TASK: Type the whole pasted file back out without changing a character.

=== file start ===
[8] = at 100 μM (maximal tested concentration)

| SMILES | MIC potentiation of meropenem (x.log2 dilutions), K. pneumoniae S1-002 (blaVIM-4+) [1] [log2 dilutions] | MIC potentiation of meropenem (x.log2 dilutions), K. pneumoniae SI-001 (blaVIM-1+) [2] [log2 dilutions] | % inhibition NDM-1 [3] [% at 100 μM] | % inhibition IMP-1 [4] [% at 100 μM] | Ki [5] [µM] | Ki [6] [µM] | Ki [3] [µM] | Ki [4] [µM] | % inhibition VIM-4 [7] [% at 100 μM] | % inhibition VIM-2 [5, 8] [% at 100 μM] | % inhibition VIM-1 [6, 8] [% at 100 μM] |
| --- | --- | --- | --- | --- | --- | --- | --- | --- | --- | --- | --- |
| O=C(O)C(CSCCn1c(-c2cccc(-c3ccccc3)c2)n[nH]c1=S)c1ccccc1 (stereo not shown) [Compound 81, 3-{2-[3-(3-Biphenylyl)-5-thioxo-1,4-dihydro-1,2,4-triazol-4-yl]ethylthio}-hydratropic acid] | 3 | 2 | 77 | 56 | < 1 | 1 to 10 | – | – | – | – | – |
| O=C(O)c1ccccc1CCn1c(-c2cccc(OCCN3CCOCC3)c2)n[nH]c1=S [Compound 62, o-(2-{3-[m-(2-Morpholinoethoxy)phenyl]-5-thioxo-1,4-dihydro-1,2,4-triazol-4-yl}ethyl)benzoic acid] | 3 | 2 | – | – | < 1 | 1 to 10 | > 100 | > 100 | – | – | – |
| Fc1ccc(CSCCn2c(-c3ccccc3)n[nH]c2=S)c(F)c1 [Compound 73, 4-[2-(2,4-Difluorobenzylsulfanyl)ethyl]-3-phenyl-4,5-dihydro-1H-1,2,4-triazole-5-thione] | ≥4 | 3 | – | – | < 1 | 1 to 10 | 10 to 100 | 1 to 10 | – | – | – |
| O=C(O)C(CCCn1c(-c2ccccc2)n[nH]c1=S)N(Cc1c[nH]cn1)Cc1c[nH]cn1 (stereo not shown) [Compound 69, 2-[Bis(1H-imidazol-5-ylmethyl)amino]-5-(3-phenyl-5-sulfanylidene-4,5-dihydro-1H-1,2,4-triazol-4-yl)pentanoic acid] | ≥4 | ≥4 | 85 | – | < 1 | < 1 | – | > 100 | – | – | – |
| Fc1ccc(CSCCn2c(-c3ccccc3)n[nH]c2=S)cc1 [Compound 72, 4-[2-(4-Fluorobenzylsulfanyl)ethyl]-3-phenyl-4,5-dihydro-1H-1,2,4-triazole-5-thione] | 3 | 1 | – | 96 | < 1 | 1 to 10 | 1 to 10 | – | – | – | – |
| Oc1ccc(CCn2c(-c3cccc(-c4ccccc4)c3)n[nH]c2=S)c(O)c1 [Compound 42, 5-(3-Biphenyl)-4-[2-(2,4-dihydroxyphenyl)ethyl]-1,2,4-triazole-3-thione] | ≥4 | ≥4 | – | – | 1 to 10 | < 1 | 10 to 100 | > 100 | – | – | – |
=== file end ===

[8] = at 100 μM (maximal tested concentration)

| SMILES | MIC potentiation of meropenem (x.log2 dilutions), K. pneumoniae S1-002 (blaVIM-4+) [1] [log2 dilutions] | MIC potentiation of meropenem (x.log2 dilutions), K. pneumoniae SI-001 (blaVIM-1+) [2] [log2 dilutions] | % inhibition NDM-1 [3] [% at 100 μM] | % inhibition IMP-1 [4] [% at 100 μM] | Ki [5] [µM] | Ki [6] [µM] | Ki [3] [µM] | Ki [4] [µM] | % inhibition VIM-4 [7] [% at 100 μM] | % inhibition VIM-2 [5, 8] [% at 100 μM] | % inhibition VIM-1 [6, 8] [% at 100 μM] |
| --- | --- | --- | --- | --- | --- | --- | --- | --- | --- | --- | --- |
| O=C(O)C(CSCCn1c(-c2cccc(-c3ccccc3)c2)n[nH]c1=S)c1ccccc1 (stereo not shown) [Compound 81, 3-{2-[3-(3-Biphenylyl)-5-thioxo-1,4-dihydro-1,2,4-triazol-4-yl]ethylthio}-hydratropic acid] | 3 | 2 | 77 | 56 | < 1 | 1 to 10 | – | – | – | – | – |
| O=C(O)c1ccccc1CCn1c(-c2cccc(OCCN3CCOCC3)c2)n[nH]c1=S [Compound 62, o-(2-{3-[m-(2-Morpholinoethoxy)phenyl]-5-thioxo-1,4-dihydro-1,2,4-triazol-4-yl}ethyl)benzoic acid] | 3 | 2 | – | – | < 1 | 1 to 10 | > 100 | > 100 | – | – | – |
| Fc1ccc(CSCCn2c(-c3ccccc3)n[nH]c2=S)c(F)c1 [Compound 73, 4-[2-(2,4-Difluorobenzylsulfanyl)ethyl]-3-phenyl-4,5-dihydro-1H-1,2,4-triazole-5-thione] | ≥4 | 3 | – | – | < 1 | 1 to 10 | 10 to 100 | 1 to 10 | – | – | – |
| O=C(O)C(CCCn1c(-c2ccccc2)n[nH]c1=S)N(Cc1c[nH]cn1)Cc1c[nH]cn1 (stereo not shown) [Compound 69, 2-[Bis(1H-imidazol-5-ylmethyl)amino]-5-(3-phenyl-5-sulfanylidene-4,5-dihydro-1H-1,2,4-triazol-4-yl)pentanoic acid] | ≥4 | ≥4 | 85 | – | < 1 | < 1 | – | > 100 | – | – | – |
| Fc1ccc(CSCCn2c(-c3ccccc3)n[nH]c2=S)cc1 [Compound 72, 4-[2-(4-Fluorobenzylsulfanyl)ethyl]-3-phenyl-4,5-dihydro-1H-1,2,4-triazole-5-thione] | 3 | 1 | – | 96 | < 1 | 1 to 10 | 1 to 10 | – | – | – | – |
| Oc1ccc(CCn2c(-c3cccc(-c4ccccc4)c3)n[nH]c2=S)c(O)c1 [Compound 42, 5-(3-Biphenyl)-4-[2-(2,4-dihydroxyphenyl)ethyl]-1,2,4-triazole-3-thione] | ≥4 | ≥4 | – | – | 1 to 10 | < 1 | 10 to 100 | > 100 | – | – | – |